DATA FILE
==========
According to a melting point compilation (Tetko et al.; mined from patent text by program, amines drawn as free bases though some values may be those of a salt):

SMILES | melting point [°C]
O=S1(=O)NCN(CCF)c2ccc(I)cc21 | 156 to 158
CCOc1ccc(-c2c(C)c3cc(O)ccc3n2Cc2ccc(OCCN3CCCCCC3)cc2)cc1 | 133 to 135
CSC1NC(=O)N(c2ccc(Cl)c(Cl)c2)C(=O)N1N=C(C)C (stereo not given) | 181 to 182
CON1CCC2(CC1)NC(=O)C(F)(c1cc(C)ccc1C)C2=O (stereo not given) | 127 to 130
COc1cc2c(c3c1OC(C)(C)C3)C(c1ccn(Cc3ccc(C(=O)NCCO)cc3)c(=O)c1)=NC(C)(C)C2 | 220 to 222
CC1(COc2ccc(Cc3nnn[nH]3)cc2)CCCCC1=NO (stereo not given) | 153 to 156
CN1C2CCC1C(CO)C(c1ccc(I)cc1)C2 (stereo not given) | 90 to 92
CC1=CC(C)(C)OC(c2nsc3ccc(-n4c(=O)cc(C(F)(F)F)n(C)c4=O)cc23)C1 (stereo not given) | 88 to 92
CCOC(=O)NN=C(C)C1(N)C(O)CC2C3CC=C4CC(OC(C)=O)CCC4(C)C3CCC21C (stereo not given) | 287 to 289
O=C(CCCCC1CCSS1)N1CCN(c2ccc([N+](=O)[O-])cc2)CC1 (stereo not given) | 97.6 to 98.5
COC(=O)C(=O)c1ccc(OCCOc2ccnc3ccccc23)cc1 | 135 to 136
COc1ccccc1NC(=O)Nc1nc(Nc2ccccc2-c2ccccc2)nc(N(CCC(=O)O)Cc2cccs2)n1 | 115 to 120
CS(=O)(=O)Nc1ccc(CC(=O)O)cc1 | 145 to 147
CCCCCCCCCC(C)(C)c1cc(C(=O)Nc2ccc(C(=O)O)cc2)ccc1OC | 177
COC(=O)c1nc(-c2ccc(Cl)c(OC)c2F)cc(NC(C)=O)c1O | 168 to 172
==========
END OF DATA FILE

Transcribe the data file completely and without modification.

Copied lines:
According to a melting point compilation (Tetko et al.; mined from patent text by program, amines drawn as free bases though some values may be those of a salt):

SMILES | melting point [°C]
O=S1(=O)NCN(CCF)c2ccc(I)cc21 | 156 to 158
CCOc1ccc(-c2c(C)c3cc(O)ccc3n2Cc2ccc(OCCN3CCCCCC3)cc2)cc1 | 133 to 135
CSC1NC(=O)N(c2ccc(Cl)c(Cl)c2)C(=O)N1N=C(C)C (stereo not given) | 181 to 182
CON1CCC2(CC1)NC(=O)C(F)(c1cc(C)ccc1C)C2=O (stereo not given) | 127 to 130
COc1cc2c(c3c1OC(C)(C)C3)C(c1ccn(Cc3ccc(C(=O)NCCO)cc3)c(=O)c1)=NC(C)(C)C2 | 220 to 222
CC1(COc2ccc(Cc3nnn[nH]3)cc2)CCCCC1=NO (stereo not given) | 153 to 156
CN1C2CCC1C(CO)C(c1ccc(I)cc1)C2 (stereo not given) | 90 to 92
CC1=CC(C)(C)OC(c2nsc3ccc(-n4c(=O)cc(C(F)(F)F)n(C)c4=O)cc23)C1 (stereo not given) | 88 to 92
CCOC(=O)NN=C(C)C1(N)C(O)CC2C3CC=C4CC(OC(C)=O)CCC4(C)C3CCC21C (stereo not given) | 287 to 289
O=C(CCCCC1CCSS1)N1CCN(c2ccc([N+](=O)[O-])cc2)CC1 (stereo not given) | 97.6 to 98.5
COC(=O)C(=O)c1ccc(OCCOc2ccnc3ccccc23)cc1 | 135 to 136
COc1ccccc1NC(=O)Nc1nc(Nc2ccccc2-c2ccccc2)nc(N(CCC(=O)O)Cc2cccs2)n1 | 115 to 120
CS(=O)(=O)Nc1ccc(CC(=O)O)cc1 | 145 to 147
CCCCCCCCCC(C)(C)c1cc(C(=O)Nc2ccc(C(=O)O)cc2)ccc1OC | 177
COC(=O)c1nc(-c2ccc(Cl)c(OC)c2F)cc(NC(C)=O)c1O | 168 to 172